The first step to helping children learn how to cope with the loss of a pet is to be honest with them. As difficult as this may feel, it’s important to tell them the truth. Stay away from half truths and euphemistic descriptions about death (e.g. “guinea pig is just sleeping right now”). This might make the child be fearful of sleeping because they think they will never wake up. Instead, sensitively explain to your child that his or her pet has died. A child’s understanding about death will vary based on his age.
The second step is to honor your child’s feelings. Help the child to express his or her grief. You can encourage the children to make drawings or write stories about their pet. It’s also very helpful to have them recall happy memories which allows them to both grieve and remember happier times with their pet.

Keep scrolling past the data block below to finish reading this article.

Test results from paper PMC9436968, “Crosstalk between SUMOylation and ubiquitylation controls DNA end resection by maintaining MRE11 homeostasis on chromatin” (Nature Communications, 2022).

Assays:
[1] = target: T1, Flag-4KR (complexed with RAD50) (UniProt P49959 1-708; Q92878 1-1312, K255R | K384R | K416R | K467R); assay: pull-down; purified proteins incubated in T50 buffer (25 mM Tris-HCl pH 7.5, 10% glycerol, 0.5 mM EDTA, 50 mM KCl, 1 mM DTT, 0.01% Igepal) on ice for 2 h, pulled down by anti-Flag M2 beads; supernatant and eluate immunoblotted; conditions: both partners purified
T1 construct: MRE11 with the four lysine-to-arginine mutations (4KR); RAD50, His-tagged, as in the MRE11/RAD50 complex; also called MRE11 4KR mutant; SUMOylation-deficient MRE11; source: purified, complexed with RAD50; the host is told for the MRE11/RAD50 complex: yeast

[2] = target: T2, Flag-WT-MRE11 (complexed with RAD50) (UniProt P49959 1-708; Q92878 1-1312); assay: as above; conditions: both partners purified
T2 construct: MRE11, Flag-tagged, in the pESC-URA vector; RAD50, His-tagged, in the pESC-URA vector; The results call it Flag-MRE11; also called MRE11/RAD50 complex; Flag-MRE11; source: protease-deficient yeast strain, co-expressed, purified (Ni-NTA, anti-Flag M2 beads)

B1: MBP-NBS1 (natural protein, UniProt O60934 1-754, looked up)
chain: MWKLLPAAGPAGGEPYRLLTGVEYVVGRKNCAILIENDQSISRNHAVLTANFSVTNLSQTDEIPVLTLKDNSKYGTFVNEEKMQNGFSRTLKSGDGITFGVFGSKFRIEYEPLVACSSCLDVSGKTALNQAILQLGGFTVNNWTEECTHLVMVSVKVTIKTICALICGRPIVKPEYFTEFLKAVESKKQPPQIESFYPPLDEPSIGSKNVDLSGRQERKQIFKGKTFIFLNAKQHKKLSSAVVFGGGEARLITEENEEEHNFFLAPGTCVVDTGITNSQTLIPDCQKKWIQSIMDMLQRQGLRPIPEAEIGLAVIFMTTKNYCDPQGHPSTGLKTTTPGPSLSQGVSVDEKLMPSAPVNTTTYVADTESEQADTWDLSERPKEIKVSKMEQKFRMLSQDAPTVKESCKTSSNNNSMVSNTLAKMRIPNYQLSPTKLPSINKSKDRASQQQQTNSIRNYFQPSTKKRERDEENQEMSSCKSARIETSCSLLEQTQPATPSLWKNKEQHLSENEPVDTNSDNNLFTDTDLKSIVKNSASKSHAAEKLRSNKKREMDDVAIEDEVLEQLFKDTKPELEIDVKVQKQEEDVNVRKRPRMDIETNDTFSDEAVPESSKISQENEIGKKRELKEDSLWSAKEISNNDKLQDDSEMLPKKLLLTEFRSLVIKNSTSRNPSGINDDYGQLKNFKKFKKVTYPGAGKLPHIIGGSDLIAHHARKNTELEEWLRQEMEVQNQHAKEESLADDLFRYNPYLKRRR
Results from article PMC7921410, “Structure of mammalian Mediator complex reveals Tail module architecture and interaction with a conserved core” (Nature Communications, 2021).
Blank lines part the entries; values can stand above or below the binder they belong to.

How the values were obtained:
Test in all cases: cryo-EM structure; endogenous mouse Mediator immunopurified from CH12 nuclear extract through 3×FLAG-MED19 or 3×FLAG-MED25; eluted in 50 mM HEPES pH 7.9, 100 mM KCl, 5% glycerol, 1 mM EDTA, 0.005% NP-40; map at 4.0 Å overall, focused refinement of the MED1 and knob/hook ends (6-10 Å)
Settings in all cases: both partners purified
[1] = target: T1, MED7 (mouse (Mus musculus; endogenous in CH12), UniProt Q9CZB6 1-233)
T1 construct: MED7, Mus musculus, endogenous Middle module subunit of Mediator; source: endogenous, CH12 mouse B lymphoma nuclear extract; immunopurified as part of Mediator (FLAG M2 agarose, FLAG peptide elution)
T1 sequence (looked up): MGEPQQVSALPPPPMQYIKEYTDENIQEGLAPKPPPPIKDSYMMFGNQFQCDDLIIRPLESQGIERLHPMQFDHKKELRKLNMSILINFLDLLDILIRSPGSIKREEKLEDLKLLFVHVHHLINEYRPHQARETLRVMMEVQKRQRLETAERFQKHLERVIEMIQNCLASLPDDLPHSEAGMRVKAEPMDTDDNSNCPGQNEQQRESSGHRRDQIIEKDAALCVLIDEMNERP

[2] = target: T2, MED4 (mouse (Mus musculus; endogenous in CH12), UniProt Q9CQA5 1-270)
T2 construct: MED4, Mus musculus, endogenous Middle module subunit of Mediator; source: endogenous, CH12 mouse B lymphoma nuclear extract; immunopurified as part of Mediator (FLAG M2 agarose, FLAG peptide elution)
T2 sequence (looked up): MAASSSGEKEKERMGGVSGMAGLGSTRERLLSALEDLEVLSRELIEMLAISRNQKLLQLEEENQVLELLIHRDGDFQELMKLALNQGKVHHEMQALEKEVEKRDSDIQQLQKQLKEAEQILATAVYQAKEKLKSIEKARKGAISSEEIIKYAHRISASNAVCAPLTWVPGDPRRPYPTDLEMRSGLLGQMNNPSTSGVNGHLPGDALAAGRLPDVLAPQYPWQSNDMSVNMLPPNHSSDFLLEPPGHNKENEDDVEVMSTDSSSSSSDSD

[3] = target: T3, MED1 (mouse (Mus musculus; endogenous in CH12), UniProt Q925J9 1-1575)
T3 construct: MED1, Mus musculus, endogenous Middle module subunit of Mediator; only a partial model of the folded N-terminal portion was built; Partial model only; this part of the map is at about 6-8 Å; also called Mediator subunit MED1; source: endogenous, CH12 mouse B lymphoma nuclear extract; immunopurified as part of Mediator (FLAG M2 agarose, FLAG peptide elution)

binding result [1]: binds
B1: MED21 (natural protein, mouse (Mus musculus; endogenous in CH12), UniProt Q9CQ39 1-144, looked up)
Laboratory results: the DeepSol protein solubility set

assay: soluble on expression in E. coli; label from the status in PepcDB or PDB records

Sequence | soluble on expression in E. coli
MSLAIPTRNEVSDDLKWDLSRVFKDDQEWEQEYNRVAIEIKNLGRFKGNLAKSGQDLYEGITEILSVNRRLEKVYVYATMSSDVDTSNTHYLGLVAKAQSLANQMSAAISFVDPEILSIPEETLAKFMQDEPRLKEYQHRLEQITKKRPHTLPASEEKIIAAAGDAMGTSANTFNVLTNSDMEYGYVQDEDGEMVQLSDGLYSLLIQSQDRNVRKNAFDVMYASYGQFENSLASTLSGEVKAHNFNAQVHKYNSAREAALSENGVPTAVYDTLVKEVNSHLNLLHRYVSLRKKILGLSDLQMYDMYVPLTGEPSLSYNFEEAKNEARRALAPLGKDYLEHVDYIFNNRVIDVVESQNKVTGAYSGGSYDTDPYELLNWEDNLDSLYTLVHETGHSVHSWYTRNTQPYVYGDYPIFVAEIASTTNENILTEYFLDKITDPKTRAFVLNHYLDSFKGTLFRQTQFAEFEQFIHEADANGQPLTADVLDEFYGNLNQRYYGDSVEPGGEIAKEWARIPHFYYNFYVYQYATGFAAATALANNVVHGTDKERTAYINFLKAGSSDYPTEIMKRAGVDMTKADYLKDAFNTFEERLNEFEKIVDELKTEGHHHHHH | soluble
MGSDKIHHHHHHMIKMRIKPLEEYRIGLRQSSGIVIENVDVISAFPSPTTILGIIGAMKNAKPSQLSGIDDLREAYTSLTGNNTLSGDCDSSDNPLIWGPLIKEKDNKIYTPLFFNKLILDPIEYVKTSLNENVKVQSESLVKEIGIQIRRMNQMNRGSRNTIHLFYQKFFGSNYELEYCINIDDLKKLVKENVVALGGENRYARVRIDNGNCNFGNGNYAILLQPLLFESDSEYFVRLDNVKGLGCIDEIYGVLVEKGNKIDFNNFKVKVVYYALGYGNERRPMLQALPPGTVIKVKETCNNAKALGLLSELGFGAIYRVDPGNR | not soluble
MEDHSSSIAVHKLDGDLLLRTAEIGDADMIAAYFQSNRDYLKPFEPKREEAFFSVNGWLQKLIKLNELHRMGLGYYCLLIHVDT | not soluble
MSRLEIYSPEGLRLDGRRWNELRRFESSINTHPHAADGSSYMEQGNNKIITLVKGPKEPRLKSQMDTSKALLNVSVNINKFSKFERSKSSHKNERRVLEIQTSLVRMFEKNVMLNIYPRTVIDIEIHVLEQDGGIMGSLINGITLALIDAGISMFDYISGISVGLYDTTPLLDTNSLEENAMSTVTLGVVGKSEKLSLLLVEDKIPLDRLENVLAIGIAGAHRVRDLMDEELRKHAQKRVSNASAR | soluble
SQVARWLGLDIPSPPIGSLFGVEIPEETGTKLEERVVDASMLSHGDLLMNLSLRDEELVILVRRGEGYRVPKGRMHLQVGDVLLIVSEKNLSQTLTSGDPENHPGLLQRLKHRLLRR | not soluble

Children may need to cry and express their feelings of loss, which is to be expected. They might also struggle with other complex emotions like anger, denial and guilt. Encourage your child to talk with you about his or her feelings. This will allow you to explain that what they are experiencing is normal and natural part of the grieving process. Ultimately, care providers want to help the children move through their feelings of depression and eventually come to a place of acceptance. One of the ways to encourage the child’s healthy acceptance of a pet’s death is to find a way to memorialize this passing. Having a burial, memorial or similar type of ceremony helps to reinforce the importance of the pet’s life while also marking its death.